A new study entitled “Intestinal Epithelial Cell Toll-like Receptor 5 Regulates the Intestinal Microbiota to Prevent Low-Grade Inflammation and Metabolic Syndrome in Mice,” suggests that maintaining a healthy gut microbiome, the population of microorganisms that populate the intestine, can prevent metabolic syndrome, thus reducing the risk of developing metabolic-associated syndromes, such as heart attacks, stroke, and diabetes. The study was published in the journal Gastroenterology.
Metabolic syndrome is a condition where there is an imbalance of energy that is stored versus its utilization and is diagnosed in those who exhibit three out of the following five factors: abdominal obesity, high blood pressure, elevated fasting plasma glucose, high blood triglycerides, and low high-density cholesterol (HDL) levels.
Here, the authors generated mice who lacked a key protein of the innate immune system – Toll-like receptor (TLR) 5 (TLR5) – but only in the intestinal epithelium and in a population of dendritic cells (CD11c+ cells). TLR5 is a receptor that recognizes a key component of bacteria, flagellin, and triggers an innate immune response. The authors asked whether the loss of a specific gene of the innate immune response, the Tlr5 gene, results in altered microbiome composition, and leads to the development of chronic inflammatory diseases.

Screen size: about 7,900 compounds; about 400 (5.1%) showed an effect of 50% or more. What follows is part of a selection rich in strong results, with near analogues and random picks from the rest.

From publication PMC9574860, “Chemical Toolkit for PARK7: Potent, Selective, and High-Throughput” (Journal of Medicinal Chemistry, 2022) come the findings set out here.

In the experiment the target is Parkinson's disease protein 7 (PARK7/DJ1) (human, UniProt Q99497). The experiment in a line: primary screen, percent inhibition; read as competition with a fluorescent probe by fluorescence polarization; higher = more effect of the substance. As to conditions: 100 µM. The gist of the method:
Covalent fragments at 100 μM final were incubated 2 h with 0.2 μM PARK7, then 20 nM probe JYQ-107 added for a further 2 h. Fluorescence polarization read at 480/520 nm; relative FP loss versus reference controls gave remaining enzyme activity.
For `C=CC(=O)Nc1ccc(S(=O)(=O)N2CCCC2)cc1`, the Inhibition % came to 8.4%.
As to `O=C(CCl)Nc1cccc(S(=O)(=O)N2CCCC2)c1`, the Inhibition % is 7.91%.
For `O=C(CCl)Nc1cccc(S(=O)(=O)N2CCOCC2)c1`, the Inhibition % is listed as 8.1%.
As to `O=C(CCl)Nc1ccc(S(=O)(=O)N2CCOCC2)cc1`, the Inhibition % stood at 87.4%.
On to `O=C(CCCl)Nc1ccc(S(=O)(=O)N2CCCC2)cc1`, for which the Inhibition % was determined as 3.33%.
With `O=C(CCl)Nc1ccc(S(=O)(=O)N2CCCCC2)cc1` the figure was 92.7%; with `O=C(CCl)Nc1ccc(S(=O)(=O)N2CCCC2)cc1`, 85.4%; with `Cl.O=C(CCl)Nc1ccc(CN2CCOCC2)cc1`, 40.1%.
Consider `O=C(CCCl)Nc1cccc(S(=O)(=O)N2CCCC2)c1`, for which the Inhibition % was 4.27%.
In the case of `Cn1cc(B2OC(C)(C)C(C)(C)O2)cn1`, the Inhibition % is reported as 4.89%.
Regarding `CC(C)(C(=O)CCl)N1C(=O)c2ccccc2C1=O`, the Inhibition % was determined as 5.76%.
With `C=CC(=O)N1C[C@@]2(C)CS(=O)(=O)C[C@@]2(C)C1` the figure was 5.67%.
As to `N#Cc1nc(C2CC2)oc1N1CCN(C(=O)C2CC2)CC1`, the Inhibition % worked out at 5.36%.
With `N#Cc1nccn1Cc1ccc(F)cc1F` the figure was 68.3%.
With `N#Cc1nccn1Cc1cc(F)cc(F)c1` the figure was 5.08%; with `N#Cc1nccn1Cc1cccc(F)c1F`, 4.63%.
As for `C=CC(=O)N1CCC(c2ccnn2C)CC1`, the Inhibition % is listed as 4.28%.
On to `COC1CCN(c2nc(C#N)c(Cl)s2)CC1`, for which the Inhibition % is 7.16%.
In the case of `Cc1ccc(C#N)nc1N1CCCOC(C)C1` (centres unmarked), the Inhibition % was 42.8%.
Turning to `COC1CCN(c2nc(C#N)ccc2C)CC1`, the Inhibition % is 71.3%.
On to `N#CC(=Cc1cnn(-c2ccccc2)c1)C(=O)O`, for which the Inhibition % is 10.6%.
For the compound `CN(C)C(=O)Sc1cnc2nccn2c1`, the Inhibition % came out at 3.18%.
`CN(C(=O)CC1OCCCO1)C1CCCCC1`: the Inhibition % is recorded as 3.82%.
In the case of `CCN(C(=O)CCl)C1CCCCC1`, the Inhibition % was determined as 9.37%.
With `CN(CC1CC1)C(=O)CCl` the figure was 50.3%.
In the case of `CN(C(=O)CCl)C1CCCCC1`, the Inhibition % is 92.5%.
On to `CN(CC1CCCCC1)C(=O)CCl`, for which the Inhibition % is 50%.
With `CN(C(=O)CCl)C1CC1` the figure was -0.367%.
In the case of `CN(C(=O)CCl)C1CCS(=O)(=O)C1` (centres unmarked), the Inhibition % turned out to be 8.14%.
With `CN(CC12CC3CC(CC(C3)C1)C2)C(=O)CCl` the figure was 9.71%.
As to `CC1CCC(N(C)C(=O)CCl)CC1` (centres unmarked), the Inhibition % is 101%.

The team of researchers led by Dr. Andrew Gewirtz, a professor at the Institute for Biomedical Sciences at Georgia State, Dr. Benoit Chassaing, a post-doctoral fellow at Georgia State, and Dr. Ruth Ley of the departments of Microbiology and Molecular Biology at Cornell showed that TLR5 expressed by intestinal epithelium cells is capable of regulating the microbiome composition and localization within the gut, and is important in preventing enteric inflammation.
Dr. Andrew Gewirtz noted, “These results suggest that developing a means to promote a healthier microbiota can treat or prevent metabolic disease. They confirm the concept that altered microbiota can promote low-grade inflammation and metabolic syndrome and advance the underlying mechanism. We showed that the altered bacterial population is more aggressive in infiltrating the host and producing substances, namely flagellin and lipopolysaccharide, that further promote inflammation. We’ve filled in a lot of the details about how it works. It’s the loss of TLR5 on the epithelium, the cells that line the surface of the intestine and their ability to respond quickly to bacteria. That ability goes away and results in a more aggressive bacterial population that gets closer in and produces substances that drive inflammation.”